The key is mixing different sizes, patterns and finishes but in a consistent color palette. For instance, I wouldn’t have done a brick or subway tile on the backsplash because it would have almost competed with the shower room brick tile. The tile in the shower room has the most color and pattern (it looks different at different times), but it still works in the neutral palette.
There is a lot of variety in the tones of the wall tile (more than we had predicted which scared me at first), but it turned out BEAUTIFUL. As you can see, some of the edges are darker than others. If you want more consistency, then talk to Pratt & Larson about it. Since these are handmade, they’ll never all look identical, but they can work with you to get what you are looking for.
If you are wondering where the shower door or curtain is, well, it’s not there. I honestly just couldn’t decide what to do because if a family with small kids moved in then they likely wouldn’t want a big glass panel blocking the faucet handle. So we left that for the new owner to decide and shot the space without a curtain to showcase the gorgeous tile.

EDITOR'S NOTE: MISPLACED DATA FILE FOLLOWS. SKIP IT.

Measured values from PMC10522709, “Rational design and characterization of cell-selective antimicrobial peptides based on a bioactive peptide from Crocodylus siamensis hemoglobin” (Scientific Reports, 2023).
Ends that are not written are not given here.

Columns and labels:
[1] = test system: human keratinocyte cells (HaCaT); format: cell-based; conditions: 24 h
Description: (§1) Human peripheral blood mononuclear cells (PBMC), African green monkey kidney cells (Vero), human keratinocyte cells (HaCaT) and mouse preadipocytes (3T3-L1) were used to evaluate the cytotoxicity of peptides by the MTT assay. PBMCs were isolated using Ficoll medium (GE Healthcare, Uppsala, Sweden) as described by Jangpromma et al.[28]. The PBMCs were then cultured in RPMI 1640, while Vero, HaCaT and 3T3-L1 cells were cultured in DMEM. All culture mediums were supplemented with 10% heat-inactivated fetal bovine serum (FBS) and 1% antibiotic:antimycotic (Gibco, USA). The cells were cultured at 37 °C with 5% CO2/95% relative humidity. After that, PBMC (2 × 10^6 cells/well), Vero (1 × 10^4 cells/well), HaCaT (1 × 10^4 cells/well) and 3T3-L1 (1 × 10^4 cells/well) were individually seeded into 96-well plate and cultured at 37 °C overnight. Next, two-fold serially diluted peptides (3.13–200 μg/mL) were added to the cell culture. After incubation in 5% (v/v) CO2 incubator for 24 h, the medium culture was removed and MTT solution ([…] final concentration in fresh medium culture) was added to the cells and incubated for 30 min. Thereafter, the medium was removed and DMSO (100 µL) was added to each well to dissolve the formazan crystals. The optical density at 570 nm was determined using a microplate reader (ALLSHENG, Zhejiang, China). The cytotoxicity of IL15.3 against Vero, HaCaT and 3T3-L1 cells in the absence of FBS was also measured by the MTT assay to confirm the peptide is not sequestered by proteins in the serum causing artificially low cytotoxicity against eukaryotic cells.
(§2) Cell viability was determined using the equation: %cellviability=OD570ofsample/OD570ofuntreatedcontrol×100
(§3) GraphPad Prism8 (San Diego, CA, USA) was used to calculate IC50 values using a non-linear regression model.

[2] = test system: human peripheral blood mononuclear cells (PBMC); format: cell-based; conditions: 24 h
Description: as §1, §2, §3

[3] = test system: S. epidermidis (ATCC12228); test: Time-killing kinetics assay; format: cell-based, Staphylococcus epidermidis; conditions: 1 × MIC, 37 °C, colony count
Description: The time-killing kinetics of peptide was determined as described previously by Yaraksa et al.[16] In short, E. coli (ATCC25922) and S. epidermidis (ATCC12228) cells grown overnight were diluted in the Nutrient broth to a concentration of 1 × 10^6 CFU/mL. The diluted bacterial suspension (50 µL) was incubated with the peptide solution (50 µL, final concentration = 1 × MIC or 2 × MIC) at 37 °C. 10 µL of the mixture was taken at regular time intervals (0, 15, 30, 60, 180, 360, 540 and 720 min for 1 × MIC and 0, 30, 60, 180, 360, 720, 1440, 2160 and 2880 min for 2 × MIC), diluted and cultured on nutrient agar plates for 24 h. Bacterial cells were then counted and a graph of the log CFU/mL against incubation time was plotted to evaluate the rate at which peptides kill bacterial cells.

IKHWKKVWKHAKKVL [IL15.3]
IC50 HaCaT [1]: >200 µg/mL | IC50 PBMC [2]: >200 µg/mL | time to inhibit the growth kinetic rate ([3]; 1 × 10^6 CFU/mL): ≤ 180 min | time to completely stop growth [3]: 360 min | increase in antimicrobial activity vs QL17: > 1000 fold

The tile looks bluer in some photos than others, so be sure to get samples as it was hard to shoot and changed with the light.
But look how beautiful and handmade it is in person. We chose the “Portland” edge which means a bit rougher but still consistent.
The French gold on that blue is just so beautiful.
All in all, the things I was most nervous about turned out to be exactly what makes this bathroom so special. I guess that’s why they say no risk, no reward. I could have phoned it in and done something simple, basic and neutral here in the name of “guest bathroom” but I’m SO glad we pushed the envelope just enough. Nothing here is some out-of-the-box funky/edgy design element, but taking a few chances with the tile shape/scale count, the faucet with the undermount sink, swapping out the sconces after install (and moving around the junction boxes before then) resulted in a bathroom I’m incredibly happy with and love so, so much (I hope you love it as much as I do).